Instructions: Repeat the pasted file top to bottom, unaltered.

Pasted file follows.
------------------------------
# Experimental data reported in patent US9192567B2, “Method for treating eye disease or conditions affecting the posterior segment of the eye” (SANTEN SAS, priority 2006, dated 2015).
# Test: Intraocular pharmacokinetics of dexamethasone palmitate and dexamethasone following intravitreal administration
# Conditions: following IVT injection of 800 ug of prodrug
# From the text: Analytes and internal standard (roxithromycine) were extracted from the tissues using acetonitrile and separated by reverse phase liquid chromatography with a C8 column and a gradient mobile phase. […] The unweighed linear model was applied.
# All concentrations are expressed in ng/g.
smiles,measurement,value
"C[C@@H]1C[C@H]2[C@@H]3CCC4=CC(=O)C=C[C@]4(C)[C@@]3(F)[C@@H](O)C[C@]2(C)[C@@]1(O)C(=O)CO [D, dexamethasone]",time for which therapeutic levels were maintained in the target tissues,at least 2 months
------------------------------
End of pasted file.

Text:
# Experimental data reported in patent US9192567B2, “Method for treating eye disease or conditions affecting the posterior segment of the eye” (SANTEN SAS, priority 2006, dated 2015).
# Test: Intraocular pharmacokinetics of dexamethasone palmitate and dexamethasone following intravitreal administration
# Conditions: following IVT injection of 800 ug of prodrug
# From the text: Analytes and internal standard (roxithromycine) were extracted from the tissues using acetonitrile and separated by reverse phase liquid chromatography with a C8 column and a gradient mobile phase. […] The unweighed linear model was applied.
# All concentrations are expressed in ng/g.
smiles,measurement,value
"C[C@@H]1C[C@H]2[C@@H]3CCC4=CC(=O)C=C[C@]4(C)[C@@]3(F)[C@@H](O)C[C@]2(C)[C@@]1(O)C(=O)CO [D, dexamethasone]",time for which therapeutic levels were maintained in the target tissues,at least 2 months